Keys to Identification
- Purple loosestrife is a perennial introduced from Europe. The erect, square stem can be smooth to hairy, multi-branched and 1-1/2 to 8 ft tall. The leaves are lance shaped, entire, and are whorled. The magenta-colored flowers, which have five to seven petals, are arranged in long racemes.
- Purple loosestrife can be found in moist wetland sites throughout the state. It is a highly aggressive invader species. If left unchecked, a wetland will eventually become a monoculture of loosestrife. This plant poses a severe threat to waterfowl habitat and can impede water flow in irrigation ditches.
This information courtesy of the Colorado Natural Areas Program
Colorado Noxious Weed List A
Forb or woody sub-shrub.
Flowers are purple with 5-7 petals arranged in long vertical racemes.
Fruits are many-seeded capsules, seeds are small and ovoid.
Leaves are simple, entire, and opposite or whorled (Whitson et al. 1996).
Annual stems arise from a perennial rootstock (Mal et al. 1992). Stems are erect, and often grow 6-8 ft tall. Plants become taller and bushier over the years as the rootstock matures.
Short rhizomes and taproot.
No information available.
Sometimes confused with fireweed (Epilobium spp.), which have 4-petaled flowers.
No information available..
Purple loosestrife is an ornamental species that often escapes to sites such as streambanks or shallow ponds. The invasion of purple loosestrife leads to a loss of plant diversity, which also leads to a loss of wildlife diversity (Bender and Randall 1987). Purple loosestrife germinates at such high densities that it outcompetes native seedlings. Infestations can become dense and impede water flow in canals and ditches. When placed under moisture stress, purple loosestrife may produce additional roots, which may give it a competitive advantage over other species.
It is an aggressive invader of wetlands. Once it is established, it often displaces native wetland species and degrades wildlife habitat. If purple loosestrife is left unchecked, the wetland eventually becomes a monoculture of loosestrife (Bender and Randall 1987). Where purple loosestrife is competing with cattails, it is favored by fluctuating water levels because marsh drawdown aids in seedling establishment (FEIS 1998). However, where water levels remain constant and relatively deep, cattails may be able to outcompete purple loosestrife (FEIS 1998).
Habitat and Distribution
Purple loosestrife usually occurs in marshes, wet meadows, stream margins, shores of lakes and wetlands. Purple loosestrife can tolerate a wide range of conditions (up to 50% shade), can grow on calcareous and acidic soils (Rutledge and McLendon) and will even grow in standing water.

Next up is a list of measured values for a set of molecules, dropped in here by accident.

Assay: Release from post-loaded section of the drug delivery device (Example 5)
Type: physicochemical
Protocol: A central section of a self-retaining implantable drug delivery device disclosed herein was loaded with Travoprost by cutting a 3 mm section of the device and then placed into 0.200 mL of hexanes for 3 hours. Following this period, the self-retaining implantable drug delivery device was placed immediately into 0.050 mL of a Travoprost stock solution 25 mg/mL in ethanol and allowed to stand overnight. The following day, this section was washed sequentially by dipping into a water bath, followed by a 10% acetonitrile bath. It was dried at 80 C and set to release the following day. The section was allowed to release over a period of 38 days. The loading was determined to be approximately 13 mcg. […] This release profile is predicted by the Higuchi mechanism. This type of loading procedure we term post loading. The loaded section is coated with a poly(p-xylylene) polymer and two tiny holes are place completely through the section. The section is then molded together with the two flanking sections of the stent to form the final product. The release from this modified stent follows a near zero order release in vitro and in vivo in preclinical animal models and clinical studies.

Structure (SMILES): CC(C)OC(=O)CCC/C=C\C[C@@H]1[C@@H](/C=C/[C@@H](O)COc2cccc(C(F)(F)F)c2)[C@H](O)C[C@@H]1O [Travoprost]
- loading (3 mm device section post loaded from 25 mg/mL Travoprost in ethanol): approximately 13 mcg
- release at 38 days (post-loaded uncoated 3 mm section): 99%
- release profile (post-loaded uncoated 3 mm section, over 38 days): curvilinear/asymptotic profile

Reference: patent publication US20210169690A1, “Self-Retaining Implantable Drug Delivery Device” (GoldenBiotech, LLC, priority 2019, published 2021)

In Colorado, purple loosestrife is known to occur in the Denver/Boulder area and downstream along the South Platte River, in Mesa County along the Colorado River, in Montrose County near Nucla, in Otero County near the Arkansas River, and in Colorado Springs. It is not known if purple loosestrife has upper elevational limits, but since it grows successfully in Canada, it should be considered a threat at higher elevations in Colorado.
Purple loosestrife is a native of Eurasia and was first recorded in America in 1814 (Bender and Randall 1987).
Purple loosestrife begins its growth about a week to 10 days after cattail and reed canarygrass. Spring established seedlings grow rapidly and produce flowers 8 to 10 weeks after germination. After flowering, each stem supports a dense spiraling row of dark-brown seed capsules.
Mode of reproduction
Purple loosestrife is a perennial that reproduces by seeds and rhizomes. The rootstalk of purple loosestrife is the main organ of local propagation; therefore, wide vegetative spread is unlikely. However, detached root or stem fragments can take root and develop into flowering stems (FEIS 1998).
A single flowering stalk can produce 300,000 seeds, and densities as high as 80,000 stalks per acre have been recorded (FEIS 1998).
Purple loosestrife seeds may remain viable for up to 20 years.
Seeds are mainly distributed by water, but can also be dispersed by animals and humans. Seeds do not drop from capsules until the air temperature becomes cold in the early fall.
Bender, J. and J. Randall. 1987. Element Stewardship Abstract for Lythrum salicaria, Purple loosestrife. The Nature Conservancy. Internet 2/5/99. Available: http://www.tncweeds.ucdavis.edu/esadocs.htm
FEIS – Fire Effects Information System [Online] (1996, September). Prescribed Fire and Fire Effects Research Work Unit, Rocky Mountain Research Station (producer), US Forest Service. Available: www.fs.fed.us/database/feis/ [1998,March 12]
Mal, T.K., J. Lovett-Doust, L. Lovett-Doust, and G.A. Mulligan. 1992. The biology of Canadian weeds. 100. Lythrum salicaria. Canadian Journal of Plant Science 72:1305-1330.
Rutledge, Chris R. and Dr. Terry McLendon. No Year. An Assessment of Exotic Plant Species of Rocky Mountain National Park. Department of Rangeland Ecosystem Science, Colorado State University. 97pp. Northern Prairie Wildlife Research Center Home Page. http://www.npwrc.usgs.gov/resource/othrdata/explant/explant.htm (Version 15DEC98).
Whitson, T.D.(ed.), L.C. Burrill, S.A. Dewey, D.W. Cudney, B.E. Nelson, R.D. Lee, R. Parker. 1996. Purple loosestrife. Weeds of the West. Western Society of Weed Science, in cooperation with the Western United States Land Grant Universities Cooperative Extension Services, Newark CA. pg. 380.